Sagan takes third sprint victory in Colorado.

 

Sagan first in Fort Collins.

Peter Sagan now has three stage wins in the US Pro Cycling Challenge and he hasn’t even reached Denver. The final stage in the capital of Colorado is flat and sprinter invitation only. He’s going to paint the town lime-green.

After Sagan’s Cannondale teammates burned themselves out helping to bring back the break, he took matters into his own hands and legs and beat Luka Mezgec (Argos-Shimano) and Greg Van Avermaet (BMC).

If you wanted an explanation of his dominance, you didn’t need to watch the race video, just listen to him in the post-race press conference. A writer from the Denver Post newspaper asked him a smart question: had any other sprinter in the race ever beaten him in a sprint?

At first, Sagan, who is still picking up the English language, didn’t seem to understand. Then he got some help from the press guy sitting next to him who pointed at the roster sheet for all the riders in the race and then repeated the question.

Sagan smiled and tried to be diplomatic with his broken English. First, no other team brought a top level sprinter to the race; second, nobody else had a dedicated lead-out train and third, well, nobody else has anywhere near the talent of Sagan. (Nobody else can ride a wheelie across the finish line either.)

“I think too many sprinters is not here,” said Sagan. “Other teams have good sprinters here and also try and win stage but I am happy for when I can win and now … I don’t know what …”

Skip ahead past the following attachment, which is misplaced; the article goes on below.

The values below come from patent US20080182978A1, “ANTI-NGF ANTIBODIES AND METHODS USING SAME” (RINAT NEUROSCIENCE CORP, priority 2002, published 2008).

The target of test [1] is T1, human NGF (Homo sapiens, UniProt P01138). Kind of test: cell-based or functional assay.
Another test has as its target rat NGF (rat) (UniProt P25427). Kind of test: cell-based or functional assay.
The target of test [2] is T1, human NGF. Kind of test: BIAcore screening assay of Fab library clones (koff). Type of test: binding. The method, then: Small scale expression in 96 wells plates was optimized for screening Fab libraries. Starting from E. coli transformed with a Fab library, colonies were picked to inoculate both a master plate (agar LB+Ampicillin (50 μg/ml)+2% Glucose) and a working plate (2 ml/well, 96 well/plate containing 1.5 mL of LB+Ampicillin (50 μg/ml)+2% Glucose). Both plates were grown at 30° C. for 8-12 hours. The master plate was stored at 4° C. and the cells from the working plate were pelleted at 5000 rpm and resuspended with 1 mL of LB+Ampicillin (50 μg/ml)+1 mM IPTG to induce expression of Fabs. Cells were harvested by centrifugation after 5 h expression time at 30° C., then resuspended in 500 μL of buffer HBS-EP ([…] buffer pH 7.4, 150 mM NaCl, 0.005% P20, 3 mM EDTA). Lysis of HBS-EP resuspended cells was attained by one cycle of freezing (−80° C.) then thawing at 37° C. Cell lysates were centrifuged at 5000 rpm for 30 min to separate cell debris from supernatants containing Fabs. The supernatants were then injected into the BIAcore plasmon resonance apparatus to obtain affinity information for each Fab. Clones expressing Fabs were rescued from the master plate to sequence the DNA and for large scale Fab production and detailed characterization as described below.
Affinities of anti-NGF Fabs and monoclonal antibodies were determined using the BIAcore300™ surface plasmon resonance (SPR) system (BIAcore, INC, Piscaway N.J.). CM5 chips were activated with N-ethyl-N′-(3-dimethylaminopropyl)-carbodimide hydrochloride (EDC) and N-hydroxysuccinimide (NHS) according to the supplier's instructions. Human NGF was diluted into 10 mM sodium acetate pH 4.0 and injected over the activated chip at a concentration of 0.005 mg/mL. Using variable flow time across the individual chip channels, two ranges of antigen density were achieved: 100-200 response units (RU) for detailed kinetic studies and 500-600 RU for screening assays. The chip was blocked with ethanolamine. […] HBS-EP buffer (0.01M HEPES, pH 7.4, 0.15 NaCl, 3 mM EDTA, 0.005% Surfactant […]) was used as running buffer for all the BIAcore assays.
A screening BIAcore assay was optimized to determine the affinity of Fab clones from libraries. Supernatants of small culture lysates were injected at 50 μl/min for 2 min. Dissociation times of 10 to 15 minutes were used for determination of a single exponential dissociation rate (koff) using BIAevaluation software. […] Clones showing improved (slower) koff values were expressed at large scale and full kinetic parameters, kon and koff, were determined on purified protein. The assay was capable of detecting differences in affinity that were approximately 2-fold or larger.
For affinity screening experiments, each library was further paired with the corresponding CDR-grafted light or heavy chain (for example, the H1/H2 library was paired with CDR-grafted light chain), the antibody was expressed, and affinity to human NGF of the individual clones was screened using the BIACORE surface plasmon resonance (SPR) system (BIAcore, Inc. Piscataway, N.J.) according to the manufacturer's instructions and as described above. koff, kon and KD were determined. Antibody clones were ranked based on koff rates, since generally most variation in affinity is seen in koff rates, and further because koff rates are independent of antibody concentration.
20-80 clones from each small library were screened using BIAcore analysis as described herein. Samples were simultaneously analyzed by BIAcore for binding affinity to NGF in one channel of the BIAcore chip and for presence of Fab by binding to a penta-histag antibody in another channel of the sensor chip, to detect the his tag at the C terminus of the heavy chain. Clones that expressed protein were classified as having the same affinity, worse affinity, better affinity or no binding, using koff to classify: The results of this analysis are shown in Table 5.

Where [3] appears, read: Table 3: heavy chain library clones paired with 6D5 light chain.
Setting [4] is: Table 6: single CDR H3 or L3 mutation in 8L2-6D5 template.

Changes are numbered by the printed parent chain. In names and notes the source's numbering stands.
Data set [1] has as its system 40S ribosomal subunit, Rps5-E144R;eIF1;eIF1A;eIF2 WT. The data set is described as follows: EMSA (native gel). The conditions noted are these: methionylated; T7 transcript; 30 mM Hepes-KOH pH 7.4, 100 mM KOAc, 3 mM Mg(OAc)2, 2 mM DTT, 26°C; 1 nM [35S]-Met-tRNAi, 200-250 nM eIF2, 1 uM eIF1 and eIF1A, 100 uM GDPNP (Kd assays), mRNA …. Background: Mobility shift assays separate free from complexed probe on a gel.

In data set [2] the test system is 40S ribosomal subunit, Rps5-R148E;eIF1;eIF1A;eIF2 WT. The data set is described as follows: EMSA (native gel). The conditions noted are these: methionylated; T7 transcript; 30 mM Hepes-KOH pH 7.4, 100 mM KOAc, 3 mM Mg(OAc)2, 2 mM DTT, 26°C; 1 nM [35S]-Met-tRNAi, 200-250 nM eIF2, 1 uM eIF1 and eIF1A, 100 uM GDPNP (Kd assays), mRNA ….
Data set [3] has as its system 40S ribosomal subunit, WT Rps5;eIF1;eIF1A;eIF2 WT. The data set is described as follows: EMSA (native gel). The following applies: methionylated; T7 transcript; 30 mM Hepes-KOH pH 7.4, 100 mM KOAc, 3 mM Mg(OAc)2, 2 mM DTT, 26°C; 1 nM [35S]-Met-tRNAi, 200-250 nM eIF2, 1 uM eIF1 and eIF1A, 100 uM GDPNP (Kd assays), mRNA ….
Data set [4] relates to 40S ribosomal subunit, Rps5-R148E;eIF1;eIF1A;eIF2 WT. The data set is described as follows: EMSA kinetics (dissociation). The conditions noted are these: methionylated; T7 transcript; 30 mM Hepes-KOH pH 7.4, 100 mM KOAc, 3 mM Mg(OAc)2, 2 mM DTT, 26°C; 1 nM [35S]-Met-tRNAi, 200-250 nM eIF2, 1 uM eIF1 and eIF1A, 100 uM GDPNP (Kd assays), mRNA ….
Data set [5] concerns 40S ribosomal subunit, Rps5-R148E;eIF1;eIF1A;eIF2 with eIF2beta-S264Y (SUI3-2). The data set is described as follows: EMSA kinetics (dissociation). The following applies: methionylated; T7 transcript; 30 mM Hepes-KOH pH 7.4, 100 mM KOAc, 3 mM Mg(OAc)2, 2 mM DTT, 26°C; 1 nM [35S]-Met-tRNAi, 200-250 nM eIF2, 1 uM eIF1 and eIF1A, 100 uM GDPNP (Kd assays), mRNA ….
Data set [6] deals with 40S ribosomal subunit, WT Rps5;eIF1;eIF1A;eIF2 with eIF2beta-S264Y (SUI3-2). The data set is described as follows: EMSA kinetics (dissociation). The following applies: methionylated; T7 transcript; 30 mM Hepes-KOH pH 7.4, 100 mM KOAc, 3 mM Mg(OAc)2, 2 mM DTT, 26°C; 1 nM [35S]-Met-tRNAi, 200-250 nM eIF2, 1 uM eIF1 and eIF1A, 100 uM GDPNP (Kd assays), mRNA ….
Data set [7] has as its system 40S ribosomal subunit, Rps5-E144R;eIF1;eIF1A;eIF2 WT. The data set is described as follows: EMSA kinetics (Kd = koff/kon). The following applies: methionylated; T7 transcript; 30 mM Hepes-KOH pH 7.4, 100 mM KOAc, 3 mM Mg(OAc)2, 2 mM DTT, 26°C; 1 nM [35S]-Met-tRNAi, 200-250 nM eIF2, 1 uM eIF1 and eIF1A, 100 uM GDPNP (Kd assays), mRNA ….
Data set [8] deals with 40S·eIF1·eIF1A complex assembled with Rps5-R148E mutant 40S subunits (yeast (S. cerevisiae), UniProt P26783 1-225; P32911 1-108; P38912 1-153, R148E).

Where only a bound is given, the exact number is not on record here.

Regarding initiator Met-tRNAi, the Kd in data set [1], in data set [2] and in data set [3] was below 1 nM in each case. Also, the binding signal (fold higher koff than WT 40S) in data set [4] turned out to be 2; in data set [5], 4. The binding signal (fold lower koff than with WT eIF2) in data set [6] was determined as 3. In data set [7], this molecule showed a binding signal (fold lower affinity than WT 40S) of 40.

Yes, what can the man say? He’s trying to be nice but the fact is, Luka Mezgec isn’t Cavendish and Van Avermaet isn’t Marcel Kittel. (Last year in Colorado, Garmin-Sharp’s Tyler Farrar won two sprints but he didn’t make the trip and in my memory has never beaten Sagan either. (No Tour de France or US Pro for the battling buddhist.)

You could argue that the rider who had the best shot at beating Sagan today wasn’t a sprinter at all. Saxo-Tinkoff’s Rory Sutherland, who normally aims for a high GC finish, make a cheeky late attack that was pulled back just a few hundred meters for payday.

Sagan wasn’t too worried about another sprinter or non-sprinter. “He attacked too early. There were too many riders on the front for the wind. We start the sprint a little bit late. It was too early to sprint.” And thus, Sutherland fades to seventh place.

The Fastvakian has Colorado to himself and you’d be delusional to think anybody but Sagan will win in Denver on Sunday.  He scored his 17th win of the season in Fort Collins and number 18 is fast approaching.

To quote Sagan again,  ”too many sprinters is not here.”

 

 

 

 

 

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